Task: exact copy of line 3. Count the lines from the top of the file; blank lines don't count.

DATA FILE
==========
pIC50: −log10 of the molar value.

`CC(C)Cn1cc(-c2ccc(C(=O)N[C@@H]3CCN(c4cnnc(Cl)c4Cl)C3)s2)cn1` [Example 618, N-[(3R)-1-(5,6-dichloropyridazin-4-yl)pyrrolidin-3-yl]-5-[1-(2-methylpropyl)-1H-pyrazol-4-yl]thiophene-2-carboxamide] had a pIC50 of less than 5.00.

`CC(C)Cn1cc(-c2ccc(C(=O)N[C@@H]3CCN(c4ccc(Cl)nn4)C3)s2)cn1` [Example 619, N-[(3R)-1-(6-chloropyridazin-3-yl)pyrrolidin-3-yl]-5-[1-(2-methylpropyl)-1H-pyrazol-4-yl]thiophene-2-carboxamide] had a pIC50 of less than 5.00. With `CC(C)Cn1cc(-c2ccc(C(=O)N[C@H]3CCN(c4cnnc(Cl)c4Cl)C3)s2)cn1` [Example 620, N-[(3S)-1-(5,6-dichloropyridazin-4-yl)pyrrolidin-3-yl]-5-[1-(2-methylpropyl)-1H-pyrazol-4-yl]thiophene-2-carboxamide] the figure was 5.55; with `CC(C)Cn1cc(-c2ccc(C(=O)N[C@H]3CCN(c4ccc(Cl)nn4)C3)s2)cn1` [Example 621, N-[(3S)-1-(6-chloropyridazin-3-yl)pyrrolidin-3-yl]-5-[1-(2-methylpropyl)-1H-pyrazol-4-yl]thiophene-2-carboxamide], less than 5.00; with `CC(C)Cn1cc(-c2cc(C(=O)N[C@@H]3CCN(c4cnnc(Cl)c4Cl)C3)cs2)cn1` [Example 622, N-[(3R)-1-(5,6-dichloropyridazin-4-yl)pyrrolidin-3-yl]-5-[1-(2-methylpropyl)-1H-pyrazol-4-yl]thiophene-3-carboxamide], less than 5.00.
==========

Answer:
`CC(C)Cn1cc(-c2ccc(C(=O)N[C@@H]3CCN(c4ccc(Cl)nn4)C3)s2)cn1` [Example 619, N-[(3R)-1-(6-chloropyridazin-3-yl)pyrrolidin-3-yl]-5-[1-(2-methylpropyl)-1H-pyrazol-4-yl]thiophene-2-carboxamide] had a pIC50 of less than 5.00. With `CC(C)Cn1cc(-c2ccc(C(=O)N[C@H]3CCN(c4cnnc(Cl)c4Cl)C3)s2)cn1` [Example 620, N-[(3S)-1-(5,6-dichloropyridazin-4-yl)pyrrolidin-3-yl]-5-[1-(2-methylpropyl)-1H-pyrazol-4-yl]thiophene-2-carboxamide] the figure was 5.55; with `CC(C)Cn1cc(-c2ccc(C(=O)N[C@H]3CCN(c4ccc(Cl)nn4)C3)s2)cn1` [Example 621, N-[(3S)-1-(6-chloropyridazin-3-yl)pyrrolidin-3-yl]-5-[1-(2-methylpropyl)-1H-pyrazol-4-yl]thiophene-2-carboxamide], less than 5.00; with `CC(C)Cn1cc(-c2cc(C(=O)N[C@@H]3CCN(c4cnnc(Cl)c4Cl)C3)cs2)cn1` [Example 622, N-[(3R)-1-(5,6-dichloropyridazin-4-yl)pyrrolidin-3-yl]-5-[1-(2-methylpropyl)-1H-pyrazol-4-yl]thiophene-3-carboxamide], less than 5.00.